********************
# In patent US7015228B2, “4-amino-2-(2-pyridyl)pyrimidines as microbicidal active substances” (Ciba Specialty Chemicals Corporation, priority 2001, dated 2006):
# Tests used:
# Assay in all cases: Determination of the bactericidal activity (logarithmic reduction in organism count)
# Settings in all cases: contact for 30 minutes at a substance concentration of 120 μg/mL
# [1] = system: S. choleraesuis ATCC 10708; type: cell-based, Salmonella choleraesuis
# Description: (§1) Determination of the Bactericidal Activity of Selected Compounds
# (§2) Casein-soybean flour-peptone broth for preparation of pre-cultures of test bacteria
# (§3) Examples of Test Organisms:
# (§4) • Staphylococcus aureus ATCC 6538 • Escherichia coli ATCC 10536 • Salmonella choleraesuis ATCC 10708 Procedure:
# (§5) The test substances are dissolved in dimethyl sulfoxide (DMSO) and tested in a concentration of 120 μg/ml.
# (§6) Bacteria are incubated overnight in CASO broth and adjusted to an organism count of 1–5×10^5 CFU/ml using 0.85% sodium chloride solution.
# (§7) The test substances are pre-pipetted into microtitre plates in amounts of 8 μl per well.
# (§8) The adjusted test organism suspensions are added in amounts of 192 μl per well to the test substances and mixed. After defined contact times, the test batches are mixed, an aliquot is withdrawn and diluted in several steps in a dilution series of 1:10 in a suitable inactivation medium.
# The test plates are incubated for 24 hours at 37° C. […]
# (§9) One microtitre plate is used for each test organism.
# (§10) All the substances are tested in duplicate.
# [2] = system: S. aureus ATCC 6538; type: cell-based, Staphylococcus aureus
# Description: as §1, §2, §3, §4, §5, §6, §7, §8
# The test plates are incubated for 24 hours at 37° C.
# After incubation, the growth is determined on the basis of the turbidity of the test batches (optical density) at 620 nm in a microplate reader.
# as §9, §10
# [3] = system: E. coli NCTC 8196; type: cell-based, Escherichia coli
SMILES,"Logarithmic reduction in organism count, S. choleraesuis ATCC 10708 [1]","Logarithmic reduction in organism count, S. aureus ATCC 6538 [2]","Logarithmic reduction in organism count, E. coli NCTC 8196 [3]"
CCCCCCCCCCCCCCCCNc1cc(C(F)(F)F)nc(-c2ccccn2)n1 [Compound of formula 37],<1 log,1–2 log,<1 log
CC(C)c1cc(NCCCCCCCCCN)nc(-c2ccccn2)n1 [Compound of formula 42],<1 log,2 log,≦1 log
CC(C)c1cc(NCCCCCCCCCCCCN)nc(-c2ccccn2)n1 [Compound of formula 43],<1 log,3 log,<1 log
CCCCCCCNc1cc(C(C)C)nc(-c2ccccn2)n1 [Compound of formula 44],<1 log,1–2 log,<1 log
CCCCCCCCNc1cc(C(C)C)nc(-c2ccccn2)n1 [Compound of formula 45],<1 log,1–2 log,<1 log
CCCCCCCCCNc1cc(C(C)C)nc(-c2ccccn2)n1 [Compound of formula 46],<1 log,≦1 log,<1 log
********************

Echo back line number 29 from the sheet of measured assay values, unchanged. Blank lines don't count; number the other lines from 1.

CCCCCCCCCNc1cc(C(C)C)nc(-c2ccccn2)n1 [Compound of formula 46],<1 log,≦1 log,<1 log